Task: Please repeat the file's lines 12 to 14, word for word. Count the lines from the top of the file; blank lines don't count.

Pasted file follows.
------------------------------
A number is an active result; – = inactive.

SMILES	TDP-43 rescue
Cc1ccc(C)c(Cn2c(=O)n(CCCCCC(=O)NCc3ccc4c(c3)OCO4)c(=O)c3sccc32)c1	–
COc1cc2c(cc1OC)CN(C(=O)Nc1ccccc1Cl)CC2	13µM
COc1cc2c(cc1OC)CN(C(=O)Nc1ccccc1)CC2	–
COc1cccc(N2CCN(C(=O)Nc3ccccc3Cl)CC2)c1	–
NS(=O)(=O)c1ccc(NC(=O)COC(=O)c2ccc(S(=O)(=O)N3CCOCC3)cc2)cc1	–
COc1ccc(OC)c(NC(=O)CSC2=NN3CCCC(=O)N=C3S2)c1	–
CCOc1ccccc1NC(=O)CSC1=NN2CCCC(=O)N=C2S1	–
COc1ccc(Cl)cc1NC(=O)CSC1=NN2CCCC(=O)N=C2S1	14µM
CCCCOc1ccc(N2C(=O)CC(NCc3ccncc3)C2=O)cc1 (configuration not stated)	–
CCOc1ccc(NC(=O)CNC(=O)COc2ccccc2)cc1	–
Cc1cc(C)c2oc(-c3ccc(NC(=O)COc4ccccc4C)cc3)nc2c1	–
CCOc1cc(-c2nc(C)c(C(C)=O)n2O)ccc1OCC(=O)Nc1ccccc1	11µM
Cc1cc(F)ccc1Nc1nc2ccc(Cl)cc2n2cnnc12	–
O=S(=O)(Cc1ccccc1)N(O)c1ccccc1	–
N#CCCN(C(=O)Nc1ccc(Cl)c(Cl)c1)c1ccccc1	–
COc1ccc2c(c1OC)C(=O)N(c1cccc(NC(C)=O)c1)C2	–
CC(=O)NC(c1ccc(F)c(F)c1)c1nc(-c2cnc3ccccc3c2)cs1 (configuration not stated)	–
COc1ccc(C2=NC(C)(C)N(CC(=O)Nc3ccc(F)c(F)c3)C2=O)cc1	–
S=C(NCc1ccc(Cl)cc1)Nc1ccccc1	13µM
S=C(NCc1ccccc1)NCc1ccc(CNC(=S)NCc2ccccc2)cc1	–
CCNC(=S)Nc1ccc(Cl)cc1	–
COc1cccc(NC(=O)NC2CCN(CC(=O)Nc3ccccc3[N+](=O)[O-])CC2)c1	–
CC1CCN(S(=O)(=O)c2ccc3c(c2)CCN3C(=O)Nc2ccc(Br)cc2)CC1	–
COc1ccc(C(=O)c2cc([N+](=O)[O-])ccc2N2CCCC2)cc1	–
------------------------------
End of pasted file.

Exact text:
CCOc1ccc(NC(=O)CNC(=O)COc2ccccc2)cc1	–
Cc1cc(C)c2oc(-c3ccc(NC(=O)COc4ccccc4C)cc3)nc2c1	–
CCOc1cc(-c2nc(C)c(C(C)=O)n2O)ccc1OCC(=O)Nc1ccccc1	11µM